You see, Samuel wasn’t built like your average teenage boy; he was thin and reedy, with a pale complexion and sunken, wide eyes of gleaming ocean sapphire. With the appearance of a recently revived undead menace that was strongly considering going back into the ground, Samuel found it difficult to make friends. Dressed in a puffy black sweater and jeans ending in a pair of steel-toed boots, Samuel liked to think he looked a tad bit more masculine. He ignored the stares at him from those that passed by, and the strange looks he got from little children.
Who cared what some leftover DNA thought of him?
Turning to grab his two suitcases, he marched into the house and closed the door, locking it behind him (his habit of nervous twitches and a mild state of paranoia didn’t help him much either) before turning to examine the two rooms adjacent to the doorway, not counting the staircase that led upstairs to who knew what horrors.
The room to his left was a sitting room, with a fireplace and several high-backed chairs with small tables next to them. A quick glance told him he would be spending a lot of time in this room, as he saw a bookshelf lined with philosophical texts. Whoever had last lived here had good taste. Or at least similar tastes as Samuel.
The room to his right was a long dining room, with a long dining table covered in a white cloth and a doorway leading to the kitchen. Several clear cases stood along the walls holding precious china plates that Samuel assumed were once used for when the good company was coming over. If they were the only plates in the house, they would soon be used for pizza and microwavable burritos. Not the most practical of purposes for exquisite china, but then again Samuel wasn’t one for antique dishware.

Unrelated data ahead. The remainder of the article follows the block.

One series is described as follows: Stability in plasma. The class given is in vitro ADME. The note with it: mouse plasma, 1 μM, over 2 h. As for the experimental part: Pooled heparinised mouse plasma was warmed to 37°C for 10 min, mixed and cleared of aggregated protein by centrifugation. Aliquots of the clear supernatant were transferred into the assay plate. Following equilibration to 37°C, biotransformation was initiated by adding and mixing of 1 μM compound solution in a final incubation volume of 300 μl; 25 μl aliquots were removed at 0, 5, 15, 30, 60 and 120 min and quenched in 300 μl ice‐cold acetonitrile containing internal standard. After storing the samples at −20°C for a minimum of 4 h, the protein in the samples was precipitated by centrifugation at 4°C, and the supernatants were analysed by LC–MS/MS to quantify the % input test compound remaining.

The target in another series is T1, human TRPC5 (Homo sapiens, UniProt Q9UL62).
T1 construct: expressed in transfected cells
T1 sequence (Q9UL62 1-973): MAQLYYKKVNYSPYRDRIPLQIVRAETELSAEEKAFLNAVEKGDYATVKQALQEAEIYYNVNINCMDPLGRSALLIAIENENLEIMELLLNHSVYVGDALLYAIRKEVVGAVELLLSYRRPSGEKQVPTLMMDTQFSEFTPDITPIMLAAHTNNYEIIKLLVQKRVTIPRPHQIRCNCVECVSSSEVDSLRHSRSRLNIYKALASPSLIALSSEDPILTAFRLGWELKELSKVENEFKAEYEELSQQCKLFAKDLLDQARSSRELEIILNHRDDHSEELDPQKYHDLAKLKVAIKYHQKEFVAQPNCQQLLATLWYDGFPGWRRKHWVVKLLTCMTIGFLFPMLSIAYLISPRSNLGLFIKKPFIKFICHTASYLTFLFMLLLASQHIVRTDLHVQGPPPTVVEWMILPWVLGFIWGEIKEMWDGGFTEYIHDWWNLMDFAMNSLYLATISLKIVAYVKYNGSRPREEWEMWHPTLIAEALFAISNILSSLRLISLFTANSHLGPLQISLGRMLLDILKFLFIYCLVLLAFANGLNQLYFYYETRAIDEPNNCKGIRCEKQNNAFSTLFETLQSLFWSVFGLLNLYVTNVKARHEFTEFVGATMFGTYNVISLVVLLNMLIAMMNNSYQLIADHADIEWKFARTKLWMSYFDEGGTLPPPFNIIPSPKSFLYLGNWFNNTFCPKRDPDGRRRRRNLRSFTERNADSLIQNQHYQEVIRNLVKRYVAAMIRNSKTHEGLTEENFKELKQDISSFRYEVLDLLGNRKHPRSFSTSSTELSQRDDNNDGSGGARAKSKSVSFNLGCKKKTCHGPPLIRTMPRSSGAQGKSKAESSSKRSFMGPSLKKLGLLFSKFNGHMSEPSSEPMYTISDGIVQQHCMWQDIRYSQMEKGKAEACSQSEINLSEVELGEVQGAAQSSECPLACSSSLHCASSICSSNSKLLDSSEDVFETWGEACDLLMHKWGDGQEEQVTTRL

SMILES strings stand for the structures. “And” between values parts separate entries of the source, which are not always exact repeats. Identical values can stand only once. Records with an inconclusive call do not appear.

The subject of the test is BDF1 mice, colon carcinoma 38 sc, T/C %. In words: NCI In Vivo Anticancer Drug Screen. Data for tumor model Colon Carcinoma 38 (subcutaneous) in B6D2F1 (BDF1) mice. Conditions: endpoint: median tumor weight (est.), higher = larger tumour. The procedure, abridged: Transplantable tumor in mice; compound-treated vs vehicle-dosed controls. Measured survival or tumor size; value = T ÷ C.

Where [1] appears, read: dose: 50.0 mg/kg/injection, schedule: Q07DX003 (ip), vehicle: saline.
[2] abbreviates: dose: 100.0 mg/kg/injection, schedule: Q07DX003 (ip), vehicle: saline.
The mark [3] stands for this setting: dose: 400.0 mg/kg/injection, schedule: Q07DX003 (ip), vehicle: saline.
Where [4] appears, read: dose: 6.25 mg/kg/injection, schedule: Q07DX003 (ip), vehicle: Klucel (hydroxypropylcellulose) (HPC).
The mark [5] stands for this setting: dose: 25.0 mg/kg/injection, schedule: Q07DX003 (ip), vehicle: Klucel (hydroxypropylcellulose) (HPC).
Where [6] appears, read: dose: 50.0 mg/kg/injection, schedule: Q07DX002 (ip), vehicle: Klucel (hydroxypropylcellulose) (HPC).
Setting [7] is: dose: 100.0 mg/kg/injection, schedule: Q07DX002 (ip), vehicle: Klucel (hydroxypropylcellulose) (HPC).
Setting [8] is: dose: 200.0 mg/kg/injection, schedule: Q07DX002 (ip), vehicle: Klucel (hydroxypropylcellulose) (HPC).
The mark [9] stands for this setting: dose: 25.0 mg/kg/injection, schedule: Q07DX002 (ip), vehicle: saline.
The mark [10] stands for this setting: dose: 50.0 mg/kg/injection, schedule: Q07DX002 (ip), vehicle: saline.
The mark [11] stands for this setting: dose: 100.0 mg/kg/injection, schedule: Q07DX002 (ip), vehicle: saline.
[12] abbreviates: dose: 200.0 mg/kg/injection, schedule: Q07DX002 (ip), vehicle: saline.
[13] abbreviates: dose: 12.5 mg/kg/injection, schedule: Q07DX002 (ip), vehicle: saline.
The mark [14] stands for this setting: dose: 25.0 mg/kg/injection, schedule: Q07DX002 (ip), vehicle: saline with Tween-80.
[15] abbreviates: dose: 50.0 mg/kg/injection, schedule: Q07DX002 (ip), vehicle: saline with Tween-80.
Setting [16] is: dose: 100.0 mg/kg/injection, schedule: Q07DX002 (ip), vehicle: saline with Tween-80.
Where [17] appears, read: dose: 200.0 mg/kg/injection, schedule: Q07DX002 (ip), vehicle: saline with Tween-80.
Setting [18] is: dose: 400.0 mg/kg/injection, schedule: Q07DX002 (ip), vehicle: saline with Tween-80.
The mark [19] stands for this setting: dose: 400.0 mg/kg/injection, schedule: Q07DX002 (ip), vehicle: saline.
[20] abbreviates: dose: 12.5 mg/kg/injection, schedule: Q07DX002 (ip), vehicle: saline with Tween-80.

Leaving his suitcases by the door, he walked down the creaking floorboards of the hall and made his way to the kitchen, sighing as he saw the cast iron and wood than a practical electric oven and laminate flooring. The wooden floor in here was covered by a wide carpet that encapsulated the center table and fanned out to the edges of the room, a horrid green and white woven rug that was an eyesore to even Samuel.
“It doesn’t tie the room together at all…” Samuel said aloud, looking around at the hanging pots and pans. “If I cared enough, that would be replaced as soon as possible.”